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Australia Assesses Zimbabwe Ambassador's Asylum Documents

Zimbabwe Ambassador to Australia Jacqueline Zwambila will no longer be going home fearing persecution by President Robert Mugabe's government. (Photo: Zimbabwe Embassy, Canberra)
The Australian government says it is assessing asylum papers submitted by Zimbabwe Ambassador to Australia, Jacqueline Zwambila, who is seeking political asylum in the country claiming that she will be persecuted by President Robert Mugabe’s government if she goes back home next week.

Australian Immigration Minister Scott Morrison told the Shanghai Daily that he will judge Zwambila’s request for asylum on its merits.

Mr. Morrison said the Australian government does not normally discuss individual asylum cases as it can prejudice their case or put them at risk.

As a result, he said it is inappropriate to provide more details on this issue.

Announcing her defection, Zwambila accused the Mugabe government of targeting her and stealing this year’s disputed elections won by Zanu-PF.

Her Movement for Democratic Change formation says Zwambila’s decision to seek political asylum after the expiry of her term is personal.

It says the MDC will not make any decision in her seeking asylum because the party is unable to redress her genuine concerns and fears.

“The ill-treatment that she received at the hands of the State and State agents while on a national tour of duty as Zimbabwe’s representative to Australia are well documented. After the accusations, the Zimbabwean government also made separate investigations and found the allegations to be unfounded. The false allegations of indecorous behaviour were proved to be false in the courts and one of her attackers, Reason Wafawarowa has been ordered by the court to pay damages to her for peddling falsehoods in the media.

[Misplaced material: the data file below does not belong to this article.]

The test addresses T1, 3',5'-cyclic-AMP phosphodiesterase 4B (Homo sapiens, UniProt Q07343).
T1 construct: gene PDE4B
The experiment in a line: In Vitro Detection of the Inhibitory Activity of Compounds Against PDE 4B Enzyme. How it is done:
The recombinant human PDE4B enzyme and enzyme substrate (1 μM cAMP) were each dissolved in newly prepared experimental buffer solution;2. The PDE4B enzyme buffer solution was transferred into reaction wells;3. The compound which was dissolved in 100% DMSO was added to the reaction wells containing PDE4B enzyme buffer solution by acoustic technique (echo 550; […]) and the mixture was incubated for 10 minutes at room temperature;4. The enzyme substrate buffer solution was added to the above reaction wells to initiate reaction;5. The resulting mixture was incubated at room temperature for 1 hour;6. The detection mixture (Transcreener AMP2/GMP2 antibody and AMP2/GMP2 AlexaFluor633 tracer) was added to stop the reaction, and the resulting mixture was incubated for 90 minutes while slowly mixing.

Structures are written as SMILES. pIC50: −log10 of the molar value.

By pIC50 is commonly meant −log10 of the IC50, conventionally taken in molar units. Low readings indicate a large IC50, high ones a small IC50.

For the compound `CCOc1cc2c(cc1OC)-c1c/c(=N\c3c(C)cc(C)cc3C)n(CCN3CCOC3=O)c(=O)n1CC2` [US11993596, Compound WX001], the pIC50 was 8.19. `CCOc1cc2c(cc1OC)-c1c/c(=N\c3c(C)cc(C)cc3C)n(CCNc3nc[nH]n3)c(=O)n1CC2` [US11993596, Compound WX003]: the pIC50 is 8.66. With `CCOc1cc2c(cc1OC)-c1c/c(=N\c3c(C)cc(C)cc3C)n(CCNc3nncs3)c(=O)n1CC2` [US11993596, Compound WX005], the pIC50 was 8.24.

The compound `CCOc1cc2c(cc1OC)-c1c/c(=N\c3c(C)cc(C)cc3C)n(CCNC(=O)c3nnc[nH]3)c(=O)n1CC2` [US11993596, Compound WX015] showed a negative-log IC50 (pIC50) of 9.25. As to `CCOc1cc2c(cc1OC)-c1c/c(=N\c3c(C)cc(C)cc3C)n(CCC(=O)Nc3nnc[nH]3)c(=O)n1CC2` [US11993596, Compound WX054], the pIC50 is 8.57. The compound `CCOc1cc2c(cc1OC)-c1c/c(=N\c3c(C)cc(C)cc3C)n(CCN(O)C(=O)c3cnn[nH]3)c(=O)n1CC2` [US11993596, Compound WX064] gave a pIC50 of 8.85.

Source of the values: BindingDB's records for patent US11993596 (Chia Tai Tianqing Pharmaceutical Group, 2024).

“After the accusations, the Zimbabwean government also made separate investigations and found the allegations to be unfounded.”

The allegations were that Zwambila undressed at the Embassy infront of staff members following conflicts in the Canberra office over the publication of reports on the Embassy website calling for the opening of a diplomatic bag said to have contained smuggled diamonds and the lifting of sanctions against MDC-linked companies and not those with close ties with Zanu PF functionaries.

The MDC’s position is that the onus to protect citizens including top government officials, like Ambassador Zwambila, lies with the government of the day “and it is very worrying that the Zanu PF government is failing to do so. It is the prerogative of the government of the day to give assurances of security to Ambassador Zwambila, that her life is not in any form of danger if she is to return to Zimbabwe.”

Political commentator Nkululeko Sibanda of Huddersfield University in London says Australia is likely to grant Zwambila political asylum.

The Ministry of Foreign affairs says the ambassador did not officially communicate her position to the government.